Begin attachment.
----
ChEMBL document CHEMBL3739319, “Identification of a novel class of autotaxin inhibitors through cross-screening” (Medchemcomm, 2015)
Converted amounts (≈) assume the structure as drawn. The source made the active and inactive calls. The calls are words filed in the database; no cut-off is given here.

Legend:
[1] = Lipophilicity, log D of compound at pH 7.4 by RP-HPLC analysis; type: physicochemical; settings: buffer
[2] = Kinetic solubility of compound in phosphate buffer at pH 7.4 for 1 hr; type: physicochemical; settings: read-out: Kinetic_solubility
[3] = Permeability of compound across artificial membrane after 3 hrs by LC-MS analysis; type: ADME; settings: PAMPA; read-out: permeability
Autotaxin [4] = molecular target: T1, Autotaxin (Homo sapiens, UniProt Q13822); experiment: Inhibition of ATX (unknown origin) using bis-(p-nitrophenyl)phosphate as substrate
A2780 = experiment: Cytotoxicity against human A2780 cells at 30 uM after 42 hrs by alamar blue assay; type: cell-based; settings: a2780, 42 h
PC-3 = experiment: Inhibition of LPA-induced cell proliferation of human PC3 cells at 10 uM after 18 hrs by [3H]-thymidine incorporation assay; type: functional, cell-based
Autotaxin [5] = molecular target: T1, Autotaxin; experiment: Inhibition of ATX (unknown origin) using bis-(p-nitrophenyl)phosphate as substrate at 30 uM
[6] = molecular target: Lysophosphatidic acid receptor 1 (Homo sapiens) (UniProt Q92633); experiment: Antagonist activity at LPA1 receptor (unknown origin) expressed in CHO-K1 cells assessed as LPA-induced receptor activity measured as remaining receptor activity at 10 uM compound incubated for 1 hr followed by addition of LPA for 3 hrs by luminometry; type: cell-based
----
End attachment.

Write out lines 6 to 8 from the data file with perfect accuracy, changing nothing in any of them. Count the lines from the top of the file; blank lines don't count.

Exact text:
[3] = Permeability of compound across artificial membrane after 3 hrs by LC-MS analysis; type: ADME; settings: PAMPA; read-out: permeability
Autotaxin [4] = molecular target: T1, Autotaxin (Homo sapiens, UniProt Q13822); experiment: Inhibition of ATX (unknown origin) using bis-(p-nitrophenyl)phosphate as substrate
A2780 = experiment: Cytotoxicity against human A2780 cells at 30 uM after 42 hrs by alamar blue assay; type: cell-based; settings: a2780, 42 h